Reade happy to have company
Shanaze Reade is delighted fellow Briton Liam Phillips will be able to help them both to further BMX success.
Reade's delight at fellow Briton Phillips' BMX World Championships triumph this summer helped temper her disappointment at missing the event through injury.
Phillips won every race on his way to securing what was his maiden world title in New Zealand in July.
And as far as three-time world champion Reade is concerned, her compatriot emulating her by breaking through to enjoy success at that level is a good thing for both riders.
The spotlight in terms of British BMX has been firmly upon Reade over the last few years, and she is happy to share it.
The 25-year-old said: "I've known Liam pretty much from day one when I got into BMX.
"We have always been the leading two in terms of our results on a national and international level and then this year, with him winning the world title in New Zealand, I couldn't have been more happy for him.
"It's not like it has previously been just about me, but I have pulled in results and now we can share that pressure between us both and it's nice to do that."
Knee ligament damage is what halted Reade's progress in what had been a promising 2013.
"It has been a pretty weird year really," the Crewe-born rider said.
"Coming into the season, I won the first two World Cups and won them quite convincingly.
"I felt really good going into the World Championships, but then I got an injury.
"It has been hard. I was pretty much out for four months and I am coming back from that now.
"I have been back on the bike for a couple of weeks in terms of on the track itself.
"I am obviously a bit behind in terms of fitness, but it's just nice, instead of being on a stationary bike, to actually be on my BMX bike again.
"There is a race in America called the ABA Grands, and pretty much all the top competition will be there, so I'm probably going to do that in November.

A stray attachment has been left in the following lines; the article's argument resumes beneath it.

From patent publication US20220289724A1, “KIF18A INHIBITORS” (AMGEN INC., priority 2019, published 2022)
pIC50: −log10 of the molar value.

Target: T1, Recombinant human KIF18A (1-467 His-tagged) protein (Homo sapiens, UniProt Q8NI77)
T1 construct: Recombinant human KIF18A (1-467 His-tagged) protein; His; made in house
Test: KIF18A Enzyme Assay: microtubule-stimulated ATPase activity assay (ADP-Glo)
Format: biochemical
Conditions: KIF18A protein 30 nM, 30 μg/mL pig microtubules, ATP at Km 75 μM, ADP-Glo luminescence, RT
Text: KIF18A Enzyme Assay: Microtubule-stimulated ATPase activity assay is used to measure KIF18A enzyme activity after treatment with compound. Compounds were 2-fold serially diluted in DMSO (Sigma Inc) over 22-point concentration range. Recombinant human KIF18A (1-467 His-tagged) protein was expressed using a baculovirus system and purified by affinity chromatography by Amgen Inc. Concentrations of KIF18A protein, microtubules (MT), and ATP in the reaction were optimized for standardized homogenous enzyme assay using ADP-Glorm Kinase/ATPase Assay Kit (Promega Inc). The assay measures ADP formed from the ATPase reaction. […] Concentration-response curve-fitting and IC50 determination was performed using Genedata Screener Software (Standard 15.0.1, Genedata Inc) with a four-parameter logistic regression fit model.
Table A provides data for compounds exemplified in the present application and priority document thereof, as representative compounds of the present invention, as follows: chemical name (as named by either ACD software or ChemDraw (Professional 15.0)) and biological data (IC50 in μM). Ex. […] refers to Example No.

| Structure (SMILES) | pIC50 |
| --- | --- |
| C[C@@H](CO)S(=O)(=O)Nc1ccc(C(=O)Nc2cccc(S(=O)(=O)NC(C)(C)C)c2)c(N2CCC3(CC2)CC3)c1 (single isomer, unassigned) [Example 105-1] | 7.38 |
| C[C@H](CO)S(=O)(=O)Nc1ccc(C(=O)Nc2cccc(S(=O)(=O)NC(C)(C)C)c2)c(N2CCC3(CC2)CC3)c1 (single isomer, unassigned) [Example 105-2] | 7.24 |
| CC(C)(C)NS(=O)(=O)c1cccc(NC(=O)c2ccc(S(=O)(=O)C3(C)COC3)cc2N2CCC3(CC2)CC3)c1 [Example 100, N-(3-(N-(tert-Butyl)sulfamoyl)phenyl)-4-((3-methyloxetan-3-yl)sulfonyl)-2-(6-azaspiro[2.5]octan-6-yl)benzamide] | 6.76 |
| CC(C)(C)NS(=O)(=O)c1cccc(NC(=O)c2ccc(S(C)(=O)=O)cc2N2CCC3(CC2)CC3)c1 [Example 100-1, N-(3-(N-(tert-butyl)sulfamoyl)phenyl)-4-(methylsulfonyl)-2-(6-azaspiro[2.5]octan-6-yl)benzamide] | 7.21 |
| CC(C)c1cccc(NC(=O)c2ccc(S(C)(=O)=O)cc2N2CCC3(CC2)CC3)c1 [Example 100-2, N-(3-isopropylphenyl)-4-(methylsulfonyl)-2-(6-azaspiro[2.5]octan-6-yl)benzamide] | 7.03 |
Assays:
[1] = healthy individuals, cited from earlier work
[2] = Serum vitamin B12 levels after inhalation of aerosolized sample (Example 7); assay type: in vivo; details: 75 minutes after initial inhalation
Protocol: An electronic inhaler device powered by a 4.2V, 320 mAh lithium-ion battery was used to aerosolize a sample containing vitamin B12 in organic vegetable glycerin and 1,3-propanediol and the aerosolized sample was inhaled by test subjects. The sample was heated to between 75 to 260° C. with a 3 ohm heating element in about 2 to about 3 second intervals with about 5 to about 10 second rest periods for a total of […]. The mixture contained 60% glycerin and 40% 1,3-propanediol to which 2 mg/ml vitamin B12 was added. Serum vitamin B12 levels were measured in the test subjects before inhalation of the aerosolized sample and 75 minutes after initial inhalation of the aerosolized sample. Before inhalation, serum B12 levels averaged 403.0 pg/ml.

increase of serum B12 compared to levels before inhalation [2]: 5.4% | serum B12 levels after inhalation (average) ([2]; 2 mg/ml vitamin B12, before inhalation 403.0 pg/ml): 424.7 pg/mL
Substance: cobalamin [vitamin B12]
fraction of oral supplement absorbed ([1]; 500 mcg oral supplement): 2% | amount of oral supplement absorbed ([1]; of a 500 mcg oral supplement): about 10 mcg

"But with the ligament damage I have done to my knee, it is one of those where you can't set anything too firmly in place because you just don't know how it will respond in training each week."
Reade was speaking on the day British Cycling published a six-month update on its campaign to attract a million more women to the sport by 2020, which it says is "on track" with around 106,000 females having participated in the governing body's programmes so far this year.
And in terms of the elite level of BMX, Reade is encouraged by how the women's side of things is developing at Manchester's national training base.
Asked about the young female talent coming through at the BMX facility, which opened in 2011, Reade said: "I don't know about pushing me for my number one spot! But there are definitely girls coming through - good, healthy talent, whether that be at talent team level or the academy.
"I think I have a few more years left in me, and hopefully they will take over from me when I retire! But they are all pushing each other, which is great to see."
Reade, who failed to medal at both the 2008 and 2012 Olympics, is targeting a big career finale at the 2016 Rio Games.
"That's the last one and I'll pretty much be done after that," she said.
"I've got the next three years to really, really make the most of, mentally and physically.
"It is like a bit of a jigsaw and I just want to get the puzzle right this time.
"It is going to be my last Games and it would be the icing on the cake to win."